Why Bobby Knight And A Rogues' Gallery Of Athletes Are Flocking To Trump
Donald Trump could solidify his position as the Republican Party's all-but-certain nominee with a win in Indiana Tuesday.
Ted Cruz is hoping an endorsement from Indiana Gov. Mike Pence could help him buck recent polls and carry the Hoosier State.
But while Cruz is campaigning with Indiana's governor, Trump has been touring the state with a living Indiana legend: former Indiana University basketball coach Bobby Knight.
Introducing Trump at a rally last week, Knight gave the presidential candidate the ultimate compliment: "I'll tell you," he said to a cheering crowd, "that sumbitch could play for me."
Knight won three national championships with Indiana. He also developed a national reputation as a blunt, profane coach who threw chairs onto the court and — at times — physically assaulted his players.
Trump made it clear he had no problem with that. "Tough, tough," he said about Knight. "Would you say he was tough enough? Would you say? And not just tough," Trump continued. "Smart, tactical. He was a winner."
Knight is the latest in a growing rogues' gallery of controversial and outspoken athletes and coaches to side with Trump.
Trump recently bragged about an endorsement from Mike Tyson - the heavyweight boxer who served time for rape and infamously bit off a chunk of Evander Holyfield's ear.
He's also won public backing from cigarette-smoking, club-throwing golfer John Daly, and rainbow-haired NBA star Dennis Rodman, who calls North Korean dictator Kim Jong-un a friend.
Last month, Trump campaigned with Buffalo Bills coach Rex Ryan, who never shies away from a fight with the New York tabloids. Ryan praised Trump for always saying what's on his mind. "A lot of people want to say the same thing," he said, "But there's a big difference. They don't have the courage to say it. They all think it, but they don't have the courage to say it."
Other athletes to endorse Trump to one degree or another – whether it's a simple tweet, a conspicuously placed "Make America Great Again" hat in a locker – include foul-mouthed former Braves closer John Rocker, water cooler-smashing onetime Yankee Paul O'Neill, and New England Patriots quarterback Tom Brady.
ESPN commentator and Washington Post columnist Kevin Blackistone said there's a common theme to all these Trump endorsers. "Maybe a collective middle finger," he said. "Because they have all thumbed their noses at authority. At institutional organizations, and continued to do things as they wanted to do it, regardless of the rules and regulations before."
All of these men are like Trump — they're loud, brash, outliers in a field that's otherwise pretty bland. "The same way that Trump talks about political correctness, and how he's not a part of that, is the same thing that these guys said throughout their careers all the time," said Will Leitch, who writes about culture for Bloomberg Politics, and founded the sports website Deadspin. "John Daly would say, I'm the one interesting golfer. I'm smoking and drinking beer. Because that's what real people do. Not like these stuck-up golfers.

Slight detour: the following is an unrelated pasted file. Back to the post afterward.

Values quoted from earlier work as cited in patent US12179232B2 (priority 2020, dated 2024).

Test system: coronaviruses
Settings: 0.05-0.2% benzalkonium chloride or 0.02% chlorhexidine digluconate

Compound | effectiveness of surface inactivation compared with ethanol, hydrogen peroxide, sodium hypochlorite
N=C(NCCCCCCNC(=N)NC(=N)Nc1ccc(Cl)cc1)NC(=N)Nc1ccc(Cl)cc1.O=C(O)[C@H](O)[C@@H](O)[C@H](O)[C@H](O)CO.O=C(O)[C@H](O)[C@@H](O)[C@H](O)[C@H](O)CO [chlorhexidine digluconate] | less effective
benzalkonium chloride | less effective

Sound familiar? Days after aides promised Trump would begin to act more like a traditional presidential candidate, Trump promised a crowd of supporters he'd continue to stay off-script. "I could change to presidential so easy," he said. "That would be much easier than doing what I'm doing now. Because I could talk nice and calm and everyone would fall asleep after ten minutes."
And Leitch said Knight and Trump both have a strategic love/hate relationship with reporters. [Knight] would always get into fights with media but it was always staged for television," said Leitch.
Here's a highlight reel ESPN compiled of Knight's most memorable clashes with the media:
But, Leitch argued, "he realized it helped him maximize his influence...Bobby Knight knew how to manipulate the media."
Again — just like Trump. The candidate regularly refers to the traveling press corps as, "disgusting reporters, horrible people," but has acknowledged that he's benefited from wall-to-wall coverage.
Most political observers don't think endorsements count for much - and in this particular case, Leitch agreed. "I think your average person that loved Bobby Knight - that person was voting for Trump. I don't think there's any question."
And Knight isn't exactly offering compelling reasons for undecided voters to back Trump. When NPR's Scott Simon asked Knight what he thought of Trump's domestic policy, Knight responded, "How the hell do I know what I think about domestic issues? That's for someone much smarter than I am."
"You've got to understand that I'm just talking about a guy that I think has all those things that need to be done," he told Weekend Edition. "He's my choice for the guy to do it. It's just that simple."
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